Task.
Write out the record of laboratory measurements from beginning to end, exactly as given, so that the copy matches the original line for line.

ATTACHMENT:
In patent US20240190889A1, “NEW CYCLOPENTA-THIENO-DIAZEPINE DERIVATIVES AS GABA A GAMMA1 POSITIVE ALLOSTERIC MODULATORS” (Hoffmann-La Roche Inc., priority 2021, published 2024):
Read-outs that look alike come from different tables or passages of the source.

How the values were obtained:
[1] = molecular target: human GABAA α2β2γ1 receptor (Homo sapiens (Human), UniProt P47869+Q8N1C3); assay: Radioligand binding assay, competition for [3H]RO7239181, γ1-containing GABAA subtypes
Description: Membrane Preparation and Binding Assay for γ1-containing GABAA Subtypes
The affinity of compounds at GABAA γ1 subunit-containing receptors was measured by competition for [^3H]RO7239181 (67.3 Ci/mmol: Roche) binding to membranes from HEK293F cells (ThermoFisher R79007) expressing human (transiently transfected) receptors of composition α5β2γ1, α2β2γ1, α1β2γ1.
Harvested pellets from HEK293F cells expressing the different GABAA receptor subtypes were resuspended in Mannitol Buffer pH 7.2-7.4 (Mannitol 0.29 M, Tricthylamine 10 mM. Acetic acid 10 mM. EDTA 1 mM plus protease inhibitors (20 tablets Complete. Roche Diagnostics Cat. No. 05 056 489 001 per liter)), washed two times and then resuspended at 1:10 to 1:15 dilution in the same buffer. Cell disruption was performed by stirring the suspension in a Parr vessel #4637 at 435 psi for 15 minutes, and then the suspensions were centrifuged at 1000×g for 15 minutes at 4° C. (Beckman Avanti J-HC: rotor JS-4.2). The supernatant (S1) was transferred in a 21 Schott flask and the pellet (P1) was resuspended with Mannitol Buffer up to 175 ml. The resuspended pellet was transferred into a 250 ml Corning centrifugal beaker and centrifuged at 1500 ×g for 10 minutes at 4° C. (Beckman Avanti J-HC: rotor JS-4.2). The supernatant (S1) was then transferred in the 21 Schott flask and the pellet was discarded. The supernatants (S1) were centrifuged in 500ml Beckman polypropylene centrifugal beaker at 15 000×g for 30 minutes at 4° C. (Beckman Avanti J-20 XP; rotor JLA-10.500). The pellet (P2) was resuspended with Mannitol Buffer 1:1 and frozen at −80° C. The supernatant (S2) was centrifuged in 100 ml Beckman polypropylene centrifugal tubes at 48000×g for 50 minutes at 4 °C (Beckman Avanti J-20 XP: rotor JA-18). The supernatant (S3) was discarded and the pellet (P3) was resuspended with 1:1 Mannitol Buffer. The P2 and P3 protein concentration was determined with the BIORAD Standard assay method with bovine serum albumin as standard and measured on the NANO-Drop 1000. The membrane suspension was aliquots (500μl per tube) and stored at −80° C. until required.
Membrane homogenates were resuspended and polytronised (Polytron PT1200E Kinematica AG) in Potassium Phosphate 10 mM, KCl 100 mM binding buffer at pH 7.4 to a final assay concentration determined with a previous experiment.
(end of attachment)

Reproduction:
In patent US20240190889A1, “NEW CYCLOPENTA-THIENO-DIAZEPINE DERIVATIVES AS GABA A GAMMA1 POSITIVE ALLOSTERIC MODULATORS” (Hoffmann-La Roche Inc., priority 2021, published 2024):
Read-outs that look alike come from different tables or passages of the source.

How the values were obtained:
[1] = molecular target: human GABAA α2β2γ1 receptor (Homo sapiens (Human), UniProt P47869+Q8N1C3); assay: Radioligand binding assay, competition for [3H]RO7239181, γ1-containing GABAA subtypes
Description: Membrane Preparation and Binding Assay for γ1-containing GABAA Subtypes
The affinity of compounds at GABAA γ1 subunit-containing receptors was measured by competition for [^3H]RO7239181 (67.3 Ci/mmol: Roche) binding to membranes from HEK293F cells (ThermoFisher R79007) expressing human (transiently transfected) receptors of composition α5β2γ1, α2β2γ1, α1β2γ1.
Harvested pellets from HEK293F cells expressing the different GABAA receptor subtypes were resuspended in Mannitol Buffer pH 7.2-7.4 (Mannitol 0.29 M, Tricthylamine 10 mM. Acetic acid 10 mM. EDTA 1 mM plus protease inhibitors (20 tablets Complete. Roche Diagnostics Cat. No. 05 056 489 001 per liter)), washed two times and then resuspended at 1:10 to 1:15 dilution in the same buffer. Cell disruption was performed by stirring the suspension in a Parr vessel #4637 at 435 psi for 15 minutes, and then the suspensions were centrifuged at 1000×g for 15 minutes at 4° C. (Beckman Avanti J-HC: rotor JS-4.2). The supernatant (S1) was transferred in a 21 Schott flask and the pellet (P1) was resuspended with Mannitol Buffer up to 175 ml. The resuspended pellet was transferred into a 250 ml Corning centrifugal beaker and centrifuged at 1500 ×g for 10 minutes at 4° C. (Beckman Avanti J-HC: rotor JS-4.2). The supernatant (S1) was then transferred in the 21 Schott flask and the pellet was discarded. The supernatants (S1) were centrifuged in 500ml Beckman polypropylene centrifugal beaker at 15 000×g for 30 minutes at 4° C. (Beckman Avanti J-20 XP; rotor JLA-10.500). The pellet (P2) was resuspended with Mannitol Buffer 1:1 and frozen at −80° C. The supernatant (S2) was centrifuged in 100 ml Beckman polypropylene centrifugal tubes at 48000×g for 50 minutes at 4 °C (Beckman Avanti J-20 XP: rotor JA-18). The supernatant (S3) was discarded and the pellet (P3) was resuspended with 1:1 Mannitol Buffer. The P2 and P3 protein concentration was determined with the BIORAD Standard assay method with bovine serum albumin as standard and measured on the NANO-Drop 1000. The membrane suspension was aliquots (500μl per tube) and stored at −80° C. until required.
Membrane homogenates were resuspended and polytronised (Polytron PT1200E Kinematica AG) in Potassium Phosphate 10 mM, KCl 100 mM binding buffer at pH 7.4 to a final assay concentration determined with a previous experiment.